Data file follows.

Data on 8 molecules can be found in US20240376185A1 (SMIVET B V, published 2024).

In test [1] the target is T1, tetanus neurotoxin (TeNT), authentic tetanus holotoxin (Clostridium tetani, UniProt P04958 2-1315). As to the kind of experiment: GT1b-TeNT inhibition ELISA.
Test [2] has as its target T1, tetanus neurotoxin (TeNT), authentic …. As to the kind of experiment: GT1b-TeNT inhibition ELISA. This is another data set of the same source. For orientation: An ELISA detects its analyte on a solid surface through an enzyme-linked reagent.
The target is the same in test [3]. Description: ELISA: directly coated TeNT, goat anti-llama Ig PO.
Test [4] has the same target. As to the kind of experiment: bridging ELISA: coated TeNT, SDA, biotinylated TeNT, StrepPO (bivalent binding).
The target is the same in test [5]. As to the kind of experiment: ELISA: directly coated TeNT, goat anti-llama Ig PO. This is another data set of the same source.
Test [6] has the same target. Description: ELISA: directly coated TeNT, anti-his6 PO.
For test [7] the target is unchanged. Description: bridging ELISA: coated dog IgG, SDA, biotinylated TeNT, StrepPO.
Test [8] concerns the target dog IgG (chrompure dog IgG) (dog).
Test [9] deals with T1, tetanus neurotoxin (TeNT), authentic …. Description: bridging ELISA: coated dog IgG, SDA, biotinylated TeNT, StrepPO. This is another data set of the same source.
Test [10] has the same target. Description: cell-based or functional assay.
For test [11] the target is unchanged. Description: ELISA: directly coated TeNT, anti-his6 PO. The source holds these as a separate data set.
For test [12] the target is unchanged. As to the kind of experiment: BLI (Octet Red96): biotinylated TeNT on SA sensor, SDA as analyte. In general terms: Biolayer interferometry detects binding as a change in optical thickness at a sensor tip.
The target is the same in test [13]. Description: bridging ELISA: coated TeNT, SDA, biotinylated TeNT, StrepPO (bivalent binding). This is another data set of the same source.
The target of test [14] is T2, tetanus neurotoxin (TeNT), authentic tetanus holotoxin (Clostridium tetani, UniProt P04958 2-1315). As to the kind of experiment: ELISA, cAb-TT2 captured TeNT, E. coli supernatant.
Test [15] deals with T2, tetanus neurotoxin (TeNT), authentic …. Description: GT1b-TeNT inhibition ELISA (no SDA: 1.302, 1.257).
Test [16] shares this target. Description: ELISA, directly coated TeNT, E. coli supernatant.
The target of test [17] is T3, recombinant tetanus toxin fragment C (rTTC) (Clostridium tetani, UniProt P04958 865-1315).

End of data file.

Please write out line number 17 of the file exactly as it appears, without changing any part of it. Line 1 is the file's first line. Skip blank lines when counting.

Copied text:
Test [16] shares this target. Description: ELISA, directly coated TeNT, E. coli supernatant.